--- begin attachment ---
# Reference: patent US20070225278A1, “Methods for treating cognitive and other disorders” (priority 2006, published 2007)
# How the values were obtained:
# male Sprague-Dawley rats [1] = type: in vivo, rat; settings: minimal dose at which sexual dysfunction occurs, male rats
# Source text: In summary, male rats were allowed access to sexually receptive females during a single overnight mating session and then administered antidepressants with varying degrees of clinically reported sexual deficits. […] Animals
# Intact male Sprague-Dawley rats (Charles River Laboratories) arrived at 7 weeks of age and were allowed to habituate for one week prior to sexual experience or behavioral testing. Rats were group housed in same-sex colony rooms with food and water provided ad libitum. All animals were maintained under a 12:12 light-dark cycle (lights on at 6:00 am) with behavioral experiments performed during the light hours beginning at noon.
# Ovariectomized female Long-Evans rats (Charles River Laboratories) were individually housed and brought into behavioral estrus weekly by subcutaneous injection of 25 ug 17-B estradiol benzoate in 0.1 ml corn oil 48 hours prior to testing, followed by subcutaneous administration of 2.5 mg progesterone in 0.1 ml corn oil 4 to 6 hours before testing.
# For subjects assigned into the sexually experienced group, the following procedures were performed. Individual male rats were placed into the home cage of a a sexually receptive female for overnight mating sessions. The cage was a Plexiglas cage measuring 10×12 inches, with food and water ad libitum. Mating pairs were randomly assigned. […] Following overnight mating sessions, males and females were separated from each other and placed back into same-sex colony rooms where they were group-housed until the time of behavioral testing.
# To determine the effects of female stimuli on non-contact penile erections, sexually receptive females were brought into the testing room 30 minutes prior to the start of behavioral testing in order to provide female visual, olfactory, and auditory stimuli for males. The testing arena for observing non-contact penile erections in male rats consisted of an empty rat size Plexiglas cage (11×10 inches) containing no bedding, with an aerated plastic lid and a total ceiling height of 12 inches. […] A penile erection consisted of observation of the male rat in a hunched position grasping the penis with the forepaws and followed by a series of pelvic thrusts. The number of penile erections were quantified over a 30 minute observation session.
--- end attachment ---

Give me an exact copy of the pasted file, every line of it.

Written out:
# Reference: patent US20070225278A1, “Methods for treating cognitive and other disorders” (priority 2006, published 2007)
# How the values were obtained:
# male Sprague-Dawley rats [1] = type: in vivo, rat; settings: minimal dose at which sexual dysfunction occurs, male rats
# Source text: In summary, male rats were allowed access to sexually receptive females during a single overnight mating session and then administered antidepressants with varying degrees of clinically reported sexual deficits. […] Animals
# Intact male Sprague-Dawley rats (Charles River Laboratories) arrived at 7 weeks of age and were allowed to habituate for one week prior to sexual experience or behavioral testing. Rats were group housed in same-sex colony rooms with food and water provided ad libitum. All animals were maintained under a 12:12 light-dark cycle (lights on at 6:00 am) with behavioral experiments performed during the light hours beginning at noon.
# Ovariectomized female Long-Evans rats (Charles River Laboratories) were individually housed and brought into behavioral estrus weekly by subcutaneous injection of 25 ug 17-B estradiol benzoate in 0.1 ml corn oil 48 hours prior to testing, followed by subcutaneous administration of 2.5 mg progesterone in 0.1 ml corn oil 4 to 6 hours before testing.
# For subjects assigned into the sexually experienced group, the following procedures were performed. Individual male rats were placed into the home cage of a a sexually receptive female for overnight mating sessions. The cage was a Plexiglas cage measuring 10×12 inches, with food and water ad libitum. Mating pairs were randomly assigned. […] Following overnight mating sessions, males and females were separated from each other and placed back into same-sex colony rooms where they were group-housed until the time of behavioral testing.
# To determine the effects of female stimuli on non-contact penile erections, sexually receptive females were brought into the testing room 30 minutes prior to the start of behavioral testing in order to provide female visual, olfactory, and auditory stimuli for males. The testing arena for observing non-contact penile erections in male rats consisted of an empty rat size Plexiglas cage (11×10 inches) containing no bedding, with an aerated plastic lid and a total ceiling height of 12 inches. […] A penile erection consisted of observation of the male rat in a hunched position grasping the penis with the forepaws and followed by a series of pelvic thrusts. The number of penile erections were quantified over a 30 minute observation session.